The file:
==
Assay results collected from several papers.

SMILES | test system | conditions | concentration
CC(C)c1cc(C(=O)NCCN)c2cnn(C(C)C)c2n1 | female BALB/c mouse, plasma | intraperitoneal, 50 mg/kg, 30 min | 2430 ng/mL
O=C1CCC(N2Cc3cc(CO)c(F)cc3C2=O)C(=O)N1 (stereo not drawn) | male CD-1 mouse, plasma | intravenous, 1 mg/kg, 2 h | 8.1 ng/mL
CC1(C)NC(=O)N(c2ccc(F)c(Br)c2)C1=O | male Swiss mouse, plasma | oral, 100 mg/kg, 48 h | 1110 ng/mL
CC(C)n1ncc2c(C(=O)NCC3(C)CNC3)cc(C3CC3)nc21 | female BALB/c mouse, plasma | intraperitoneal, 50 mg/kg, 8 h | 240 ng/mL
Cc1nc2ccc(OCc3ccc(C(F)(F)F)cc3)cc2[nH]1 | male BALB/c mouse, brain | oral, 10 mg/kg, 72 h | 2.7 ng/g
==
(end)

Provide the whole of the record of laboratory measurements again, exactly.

Assay results collected from several papers.

SMILES | test system | conditions | concentration
CC(C)c1cc(C(=O)NCCN)c2cnn(C(C)C)c2n1 | female BALB/c mouse, plasma | intraperitoneal, 50 mg/kg, 30 min | 2430 ng/mL
O=C1CCC(N2Cc3cc(CO)c(F)cc3C2=O)C(=O)N1 (stereo not drawn) | male CD-1 mouse, plasma | intravenous, 1 mg/kg, 2 h | 8.1 ng/mL
CC1(C)NC(=O)N(c2ccc(F)c(Br)c2)C1=O | male Swiss mouse, plasma | oral, 100 mg/kg, 48 h | 1110 ng/mL
CC(C)n1ncc2c(C(=O)NCC3(C)CNC3)cc(C3CC3)nc21 | female BALB/c mouse, plasma | intraperitoneal, 50 mg/kg, 8 h | 240 ng/mL
Cc1nc2ccc(OCc3ccc(C(F)(F)F)cc3)cc2[nH]1 | male BALB/c mouse, brain | oral, 10 mg/kg, 72 h | 2.7 ng/g